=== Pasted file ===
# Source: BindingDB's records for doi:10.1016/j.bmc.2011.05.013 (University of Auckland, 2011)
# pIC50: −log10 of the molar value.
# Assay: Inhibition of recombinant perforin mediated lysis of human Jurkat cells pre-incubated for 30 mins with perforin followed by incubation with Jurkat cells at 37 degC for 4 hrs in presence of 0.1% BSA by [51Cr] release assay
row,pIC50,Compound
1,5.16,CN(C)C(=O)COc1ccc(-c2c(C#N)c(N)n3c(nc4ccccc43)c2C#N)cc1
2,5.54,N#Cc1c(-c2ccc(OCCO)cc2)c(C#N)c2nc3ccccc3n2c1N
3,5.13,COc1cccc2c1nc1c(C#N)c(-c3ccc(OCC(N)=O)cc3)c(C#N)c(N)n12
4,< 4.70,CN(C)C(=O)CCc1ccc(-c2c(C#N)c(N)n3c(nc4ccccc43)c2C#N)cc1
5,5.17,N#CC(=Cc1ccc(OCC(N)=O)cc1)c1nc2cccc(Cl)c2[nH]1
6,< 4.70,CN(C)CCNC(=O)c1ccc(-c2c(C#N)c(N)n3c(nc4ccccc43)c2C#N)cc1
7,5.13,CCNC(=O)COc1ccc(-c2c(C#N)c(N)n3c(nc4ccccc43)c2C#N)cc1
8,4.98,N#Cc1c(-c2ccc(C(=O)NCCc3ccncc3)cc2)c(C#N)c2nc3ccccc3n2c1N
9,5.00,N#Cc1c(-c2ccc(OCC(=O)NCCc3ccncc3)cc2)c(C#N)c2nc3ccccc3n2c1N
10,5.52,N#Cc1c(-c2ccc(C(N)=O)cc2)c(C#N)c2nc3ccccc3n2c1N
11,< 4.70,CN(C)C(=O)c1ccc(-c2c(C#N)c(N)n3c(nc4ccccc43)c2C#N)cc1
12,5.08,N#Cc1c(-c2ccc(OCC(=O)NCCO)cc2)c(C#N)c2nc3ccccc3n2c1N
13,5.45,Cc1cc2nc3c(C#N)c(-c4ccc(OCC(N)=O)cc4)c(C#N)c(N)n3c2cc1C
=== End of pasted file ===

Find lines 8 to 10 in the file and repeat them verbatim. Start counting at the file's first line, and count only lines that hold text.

4,< 4.70,CN(C)C(=O)CCc1ccc(-c2c(C#N)c(N)n3c(nc4ccccc43)c2C#N)cc1
5,5.17,N#CC(=Cc1ccc(OCC(N)=O)cc1)c1nc2cccc(Cl)c2[nH]1
6,< 4.70,CN(C)CCNC(=O)c1ccc(-c2c(C#N)c(N)n3c(nc4ccccc43)c2C#N)cc1